Thrusting generally does not work on plate armor, or rather, the plates. A thrust will still bounce off like a cutting blow on late Medieval armor. Even the longbow cannot make a lethal blow through the plates(They can technically penetrate but won't draw blood). There are some weaknesses. A difficult one is the face, it is possible with very thin blades(Stiletto for example) to thrust through visors. The vents are far too small and circular for this to be possible unless it is more of a needle. Visors are still really hard to sneak a blade into, especially mid combat. Half-swording is recommended for precision with a blade. But even then it is incredibly hard, and most blades won't fit through(Most arrows won't either the slits of the visor are simply too thin).

The armpits are a great area for thrusting attacks when available. This is a region where mail armor is the most common protection, either from a mail shirt beneath or an arming doublet sewn in at the armpits. Plate armor needs this area to be less protected to allow arm mobility which is vital in combat, but that makes this area weaker. There are forms of circular plates that can go here(Besagew) which can provide extra protection though they limit the arms a bit and can still be circumvented. However it should be noted normally this region is easy to defend and will not be exposed if the wearer has their arms down. It is why raising arms for overhead blows is such a risk is it exposes this region which has vital arteries.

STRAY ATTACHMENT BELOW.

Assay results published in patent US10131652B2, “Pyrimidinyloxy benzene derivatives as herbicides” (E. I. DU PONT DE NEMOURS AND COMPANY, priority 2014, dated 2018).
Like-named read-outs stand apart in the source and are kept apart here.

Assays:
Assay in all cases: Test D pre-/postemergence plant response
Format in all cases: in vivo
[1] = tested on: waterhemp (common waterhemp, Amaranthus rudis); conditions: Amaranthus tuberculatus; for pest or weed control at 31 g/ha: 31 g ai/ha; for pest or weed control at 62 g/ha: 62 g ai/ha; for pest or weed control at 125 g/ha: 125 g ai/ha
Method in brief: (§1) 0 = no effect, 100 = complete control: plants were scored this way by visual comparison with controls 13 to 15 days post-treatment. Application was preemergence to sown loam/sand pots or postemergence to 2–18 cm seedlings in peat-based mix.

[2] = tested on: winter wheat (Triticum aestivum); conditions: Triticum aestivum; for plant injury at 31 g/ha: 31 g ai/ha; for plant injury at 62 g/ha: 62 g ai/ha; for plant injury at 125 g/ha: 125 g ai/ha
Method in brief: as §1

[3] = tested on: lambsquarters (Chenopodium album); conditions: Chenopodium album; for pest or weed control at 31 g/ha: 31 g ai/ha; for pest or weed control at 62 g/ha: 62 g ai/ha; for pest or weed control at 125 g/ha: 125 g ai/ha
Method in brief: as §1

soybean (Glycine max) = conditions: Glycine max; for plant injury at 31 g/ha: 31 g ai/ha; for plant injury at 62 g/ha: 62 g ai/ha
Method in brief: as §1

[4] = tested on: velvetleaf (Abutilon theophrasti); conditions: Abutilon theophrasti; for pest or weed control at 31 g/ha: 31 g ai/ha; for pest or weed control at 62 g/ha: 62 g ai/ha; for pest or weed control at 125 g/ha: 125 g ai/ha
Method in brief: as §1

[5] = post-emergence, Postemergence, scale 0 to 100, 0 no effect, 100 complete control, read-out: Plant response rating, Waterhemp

Example of pressuring the armpit with the blade tip(I apologize no historians have uploaded footage of them stabbing each other to death for some reason so I have no examples of that)


Spoiler: Click to Show/Hide

So a thing about plate armor is it is heavy overall but weighs on each individual body part, thus making it lighter feeling than a backpack full of books. Modern soldiers carry gear that is heavier feeling than late Medieval plate armor. Late Medieval plate armor rests mainly on each body part and is strapped and riveted and screwed together to overlap. This creates a layered defense. The cuirass commonly rests not on the shoulders, but the hips. Mail armor is heavier on the shoulders while late Medieval cuirass is heavy on the hips, wider hips actually can be helpful for this type of armor. It's important to have this be the center of gravity because of how one pivots, leans, and moves. Because of this you aren't supposed to lean too far forwards or back in plate armor because you can be knocked off balance. Slightly tilted forwards is the standard stance.